>> see below, please <<
This looks like a case in which, if it's at all possible, you should contact the client. Confirming the spelling would be a good start; but more context would be ideal, because the use or application of the oil will probably identify it for you.
The _Diccionario para Ingenieros_ by Louis Robb has "aceite de ricino" = "castor oil" and "rincinus oil." The Simon & Schuster _International Spanish<>English Dictionary_ has no entry for "resino" per se; however, it does give "resina" = "resin" or "rosin" and, on the English > Spanish side, "resinous" = "resinoso/resinosa."
Ricin, meanwhile, is a toxic [red-blood-cell aggregating agent that isolated from the castor bean (Ricinus communis), which is one of the most toxic compounds known. Ricin is used as a tool in studies of cell-surface properties, and to some extent in cancer research.
The _Condensed Chemical Dictionary_ (9th ed., Van Nostrand Reinhold) has this to say: "The term 'resin' is so broadly used as to be almost meaningless; it would be desirable to restrict its application to natural organo-soluble, hydrocarbon-based products derived from trees and shrubs…" This source adds, "Natural resins are vegetable-derived mixtures of acids, oils, and terpenes in the bark of many trees and shrubs…. The best known are rosin and balsam, which are obtained form coniferous trees. Other types include shellac, amber, and ester gum. Liquid resins (sometimes called "resinoids") are represented by linseed and similar drying oils.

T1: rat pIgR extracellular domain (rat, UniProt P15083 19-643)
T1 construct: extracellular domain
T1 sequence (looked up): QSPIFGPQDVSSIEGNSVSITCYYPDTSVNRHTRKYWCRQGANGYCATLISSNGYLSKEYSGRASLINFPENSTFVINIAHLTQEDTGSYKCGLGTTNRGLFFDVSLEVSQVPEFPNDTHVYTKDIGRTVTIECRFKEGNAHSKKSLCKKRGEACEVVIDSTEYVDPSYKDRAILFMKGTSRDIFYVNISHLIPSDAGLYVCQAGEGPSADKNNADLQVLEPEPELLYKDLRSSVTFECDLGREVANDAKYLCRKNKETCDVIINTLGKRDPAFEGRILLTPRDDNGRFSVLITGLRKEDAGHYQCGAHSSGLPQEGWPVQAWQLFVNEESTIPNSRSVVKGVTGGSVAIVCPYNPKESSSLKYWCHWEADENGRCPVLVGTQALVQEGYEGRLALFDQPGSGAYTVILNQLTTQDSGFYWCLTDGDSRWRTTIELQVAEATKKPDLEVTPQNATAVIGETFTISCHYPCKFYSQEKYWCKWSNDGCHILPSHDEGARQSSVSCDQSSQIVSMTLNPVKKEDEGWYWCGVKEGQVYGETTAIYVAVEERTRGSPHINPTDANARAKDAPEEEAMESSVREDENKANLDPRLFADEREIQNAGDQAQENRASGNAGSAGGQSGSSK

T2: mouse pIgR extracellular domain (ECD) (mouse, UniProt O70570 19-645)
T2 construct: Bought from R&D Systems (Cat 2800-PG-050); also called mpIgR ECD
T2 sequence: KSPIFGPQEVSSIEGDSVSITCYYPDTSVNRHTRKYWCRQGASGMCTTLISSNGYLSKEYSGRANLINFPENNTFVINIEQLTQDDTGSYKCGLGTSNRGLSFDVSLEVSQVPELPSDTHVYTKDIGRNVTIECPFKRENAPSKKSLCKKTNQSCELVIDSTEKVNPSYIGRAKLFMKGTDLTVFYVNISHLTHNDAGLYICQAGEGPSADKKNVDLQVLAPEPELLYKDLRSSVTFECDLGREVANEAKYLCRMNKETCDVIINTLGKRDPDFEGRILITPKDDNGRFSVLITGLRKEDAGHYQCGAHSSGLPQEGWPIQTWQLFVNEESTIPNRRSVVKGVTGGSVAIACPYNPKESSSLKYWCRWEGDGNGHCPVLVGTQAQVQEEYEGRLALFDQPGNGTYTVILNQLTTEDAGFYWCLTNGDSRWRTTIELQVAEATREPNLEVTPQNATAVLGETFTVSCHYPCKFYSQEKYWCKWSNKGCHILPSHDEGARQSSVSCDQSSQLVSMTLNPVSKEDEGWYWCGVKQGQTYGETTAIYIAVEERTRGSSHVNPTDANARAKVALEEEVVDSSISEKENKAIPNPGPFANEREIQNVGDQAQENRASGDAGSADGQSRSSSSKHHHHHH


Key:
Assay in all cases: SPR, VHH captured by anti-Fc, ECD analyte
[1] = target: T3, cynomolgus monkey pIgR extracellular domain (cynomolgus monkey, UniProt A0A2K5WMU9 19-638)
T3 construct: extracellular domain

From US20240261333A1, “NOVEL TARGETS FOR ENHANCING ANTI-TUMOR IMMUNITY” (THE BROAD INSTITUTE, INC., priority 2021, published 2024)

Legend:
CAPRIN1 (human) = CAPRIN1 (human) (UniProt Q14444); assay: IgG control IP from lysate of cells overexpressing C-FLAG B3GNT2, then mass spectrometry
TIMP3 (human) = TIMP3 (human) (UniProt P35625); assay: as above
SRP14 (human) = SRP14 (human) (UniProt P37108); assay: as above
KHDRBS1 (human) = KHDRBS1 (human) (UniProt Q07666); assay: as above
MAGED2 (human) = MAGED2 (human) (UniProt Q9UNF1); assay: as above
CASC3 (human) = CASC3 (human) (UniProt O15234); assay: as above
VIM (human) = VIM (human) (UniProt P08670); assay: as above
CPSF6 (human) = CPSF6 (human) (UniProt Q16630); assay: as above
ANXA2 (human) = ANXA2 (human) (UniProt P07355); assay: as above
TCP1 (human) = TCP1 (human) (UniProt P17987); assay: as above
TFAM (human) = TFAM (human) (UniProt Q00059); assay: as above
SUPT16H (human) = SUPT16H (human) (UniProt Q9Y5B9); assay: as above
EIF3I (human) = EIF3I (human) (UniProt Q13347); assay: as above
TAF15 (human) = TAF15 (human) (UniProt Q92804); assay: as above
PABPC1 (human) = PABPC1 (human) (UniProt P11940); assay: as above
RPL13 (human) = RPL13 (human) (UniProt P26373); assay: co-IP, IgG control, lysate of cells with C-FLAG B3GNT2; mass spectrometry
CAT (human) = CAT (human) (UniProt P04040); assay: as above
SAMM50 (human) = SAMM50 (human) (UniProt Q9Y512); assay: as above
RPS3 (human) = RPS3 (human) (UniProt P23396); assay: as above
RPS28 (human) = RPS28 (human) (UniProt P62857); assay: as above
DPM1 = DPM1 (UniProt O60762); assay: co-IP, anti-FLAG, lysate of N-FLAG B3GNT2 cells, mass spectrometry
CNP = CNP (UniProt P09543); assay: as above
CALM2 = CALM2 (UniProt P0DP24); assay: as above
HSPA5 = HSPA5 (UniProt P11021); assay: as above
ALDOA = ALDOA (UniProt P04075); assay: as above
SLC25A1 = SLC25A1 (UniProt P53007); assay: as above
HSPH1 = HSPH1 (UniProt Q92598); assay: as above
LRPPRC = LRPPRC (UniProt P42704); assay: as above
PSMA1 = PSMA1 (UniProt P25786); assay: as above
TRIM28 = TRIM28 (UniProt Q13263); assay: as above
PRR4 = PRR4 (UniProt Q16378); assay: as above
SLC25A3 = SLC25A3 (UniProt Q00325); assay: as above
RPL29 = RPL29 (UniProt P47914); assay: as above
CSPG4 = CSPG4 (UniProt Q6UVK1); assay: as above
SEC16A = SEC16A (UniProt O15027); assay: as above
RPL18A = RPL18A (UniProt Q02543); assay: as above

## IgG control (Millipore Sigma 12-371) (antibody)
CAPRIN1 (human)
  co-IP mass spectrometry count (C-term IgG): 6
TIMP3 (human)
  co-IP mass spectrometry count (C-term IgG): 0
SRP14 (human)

Based on this information, it seems likely that Paula K. is right, and that the Spanish phrase should be spelled "aceite de resina" and the English term is "tall oil." However, you can't rule out the possibility that, as Jesus suggests, the Spanish was meant to be "aceite de ricino," in which case the English would be "ricin oil" or "castor oil."
One final English alternative: "rosin oil" (rosinol), which is obtained through the dry distillation of rosin. This "viscid, yellow, fluorescent fluid, which is insoluble in water, dissolves phosphorus, sulfur, and many other organic compounds. It is used in the manufacture of printing inks, and in varnishes, lacquers, and axle greases."
In summary, at the moment there are too many possibilities and too little information…
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